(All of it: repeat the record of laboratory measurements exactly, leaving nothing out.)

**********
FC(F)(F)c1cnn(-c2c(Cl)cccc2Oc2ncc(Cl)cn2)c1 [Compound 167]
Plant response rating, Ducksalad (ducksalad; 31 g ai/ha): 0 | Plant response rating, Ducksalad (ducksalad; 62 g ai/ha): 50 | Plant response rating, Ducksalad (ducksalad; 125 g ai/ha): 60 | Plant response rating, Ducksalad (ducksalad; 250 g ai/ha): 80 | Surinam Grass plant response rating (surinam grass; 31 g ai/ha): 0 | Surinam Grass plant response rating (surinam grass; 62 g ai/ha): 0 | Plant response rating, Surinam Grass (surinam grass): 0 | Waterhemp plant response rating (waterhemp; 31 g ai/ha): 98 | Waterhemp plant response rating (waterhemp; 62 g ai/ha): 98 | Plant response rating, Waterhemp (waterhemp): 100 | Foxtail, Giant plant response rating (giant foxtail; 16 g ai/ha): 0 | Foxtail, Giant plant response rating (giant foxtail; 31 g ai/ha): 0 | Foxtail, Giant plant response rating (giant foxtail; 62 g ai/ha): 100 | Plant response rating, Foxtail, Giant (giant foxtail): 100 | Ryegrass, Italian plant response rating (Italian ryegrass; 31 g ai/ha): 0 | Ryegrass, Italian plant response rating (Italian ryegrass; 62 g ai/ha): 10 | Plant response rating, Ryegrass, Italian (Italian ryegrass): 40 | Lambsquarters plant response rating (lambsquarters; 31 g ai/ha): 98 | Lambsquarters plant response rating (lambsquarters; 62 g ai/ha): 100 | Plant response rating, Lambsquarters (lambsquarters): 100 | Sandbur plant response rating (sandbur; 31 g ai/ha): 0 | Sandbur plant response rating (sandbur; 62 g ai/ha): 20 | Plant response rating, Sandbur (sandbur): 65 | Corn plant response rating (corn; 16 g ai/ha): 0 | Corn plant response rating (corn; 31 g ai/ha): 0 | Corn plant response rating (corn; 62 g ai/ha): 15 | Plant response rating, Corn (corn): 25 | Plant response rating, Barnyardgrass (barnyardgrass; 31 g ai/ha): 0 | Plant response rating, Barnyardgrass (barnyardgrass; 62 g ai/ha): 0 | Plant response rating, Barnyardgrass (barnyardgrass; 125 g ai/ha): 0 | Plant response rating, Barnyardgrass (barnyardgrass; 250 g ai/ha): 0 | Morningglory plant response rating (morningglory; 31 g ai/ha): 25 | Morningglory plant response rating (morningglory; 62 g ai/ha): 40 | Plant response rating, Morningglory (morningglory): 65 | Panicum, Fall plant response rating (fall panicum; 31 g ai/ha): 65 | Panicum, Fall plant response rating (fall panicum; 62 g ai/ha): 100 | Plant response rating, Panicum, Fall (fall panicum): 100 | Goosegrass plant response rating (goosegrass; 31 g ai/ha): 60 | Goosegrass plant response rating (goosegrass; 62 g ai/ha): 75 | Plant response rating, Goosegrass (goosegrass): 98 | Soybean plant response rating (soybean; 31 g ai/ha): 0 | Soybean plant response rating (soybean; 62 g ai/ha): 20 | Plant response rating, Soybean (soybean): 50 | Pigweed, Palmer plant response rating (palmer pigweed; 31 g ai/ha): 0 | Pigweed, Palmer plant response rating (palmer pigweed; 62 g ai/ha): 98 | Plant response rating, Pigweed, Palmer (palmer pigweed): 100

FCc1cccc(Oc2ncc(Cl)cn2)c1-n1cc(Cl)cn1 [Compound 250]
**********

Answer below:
FC(F)(F)c1cnn(-c2c(Cl)cccc2Oc2ncc(Cl)cn2)c1 [Compound 167]
Plant response rating, Ducksalad (ducksalad; 31 g ai/ha): 0 | Plant response rating, Ducksalad (ducksalad; 62 g ai/ha): 50 | Plant response rating, Ducksalad (ducksalad; 125 g ai/ha): 60 | Plant response rating, Ducksalad (ducksalad; 250 g ai/ha): 80 | Surinam Grass plant response rating (surinam grass; 31 g ai/ha): 0 | Surinam Grass plant response rating (surinam grass; 62 g ai/ha): 0 | Plant response rating, Surinam Grass (surinam grass): 0 | Waterhemp plant response rating (waterhemp; 31 g ai/ha): 98 | Waterhemp plant response rating (waterhemp; 62 g ai/ha): 98 | Plant response rating, Waterhemp (waterhemp): 100 | Foxtail, Giant plant response rating (giant foxtail; 16 g ai/ha): 0 | Foxtail, Giant plant response rating (giant foxtail; 31 g ai/ha): 0 | Foxtail, Giant plant response rating (giant foxtail; 62 g ai/ha): 100 | Plant response rating, Foxtail, Giant (giant foxtail): 100 | Ryegrass, Italian plant response rating (Italian ryegrass; 31 g ai/ha): 0 | Ryegrass, Italian plant response rating (Italian ryegrass; 62 g ai/ha): 10 | Plant response rating, Ryegrass, Italian (Italian ryegrass): 40 | Lambsquarters plant response rating (lambsquarters; 31 g ai/ha): 98 | Lambsquarters plant response rating (lambsquarters; 62 g ai/ha): 100 | Plant response rating, Lambsquarters (lambsquarters): 100 | Sandbur plant response rating (sandbur; 31 g ai/ha): 0 | Sandbur plant response rating (sandbur; 62 g ai/ha): 20 | Plant response rating, Sandbur (sandbur): 65 | Corn plant response rating (corn; 16 g ai/ha): 0 | Corn plant response rating (corn; 31 g ai/ha): 0 | Corn plant response rating (corn; 62 g ai/ha): 15 | Plant response rating, Corn (corn): 25 | Plant response rating, Barnyardgrass (barnyardgrass; 31 g ai/ha): 0 | Plant response rating, Barnyardgrass (barnyardgrass; 62 g ai/ha): 0 | Plant response rating, Barnyardgrass (barnyardgrass; 125 g ai/ha): 0 | Plant response rating, Barnyardgrass (barnyardgrass; 250 g ai/ha): 0 | Morningglory plant response rating (morningglory; 31 g ai/ha): 25 | Morningglory plant response rating (morningglory; 62 g ai/ha): 40 | Plant response rating, Morningglory (morningglory): 65 | Panicum, Fall plant response rating (fall panicum; 31 g ai/ha): 65 | Panicum, Fall plant response rating (fall panicum; 62 g ai/ha): 100 | Plant response rating, Panicum, Fall (fall panicum): 100 | Goosegrass plant response rating (goosegrass; 31 g ai/ha): 60 | Goosegrass plant response rating (goosegrass; 62 g ai/ha): 75 | Plant response rating, Goosegrass (goosegrass): 98 | Soybean plant response rating (soybean; 31 g ai/ha): 0 | Soybean plant response rating (soybean; 62 g ai/ha): 20 | Plant response rating, Soybean (soybean): 50 | Pigweed, Palmer plant response rating (palmer pigweed; 31 g ai/ha): 0 | Pigweed, Palmer plant response rating (palmer pigweed; 62 g ai/ha): 98 | Plant response rating, Pigweed, Palmer (palmer pigweed): 100

FCc1cccc(Oc2ncc(Cl)cn2)c1-n1cc(Cl)cn1 [Compound 250]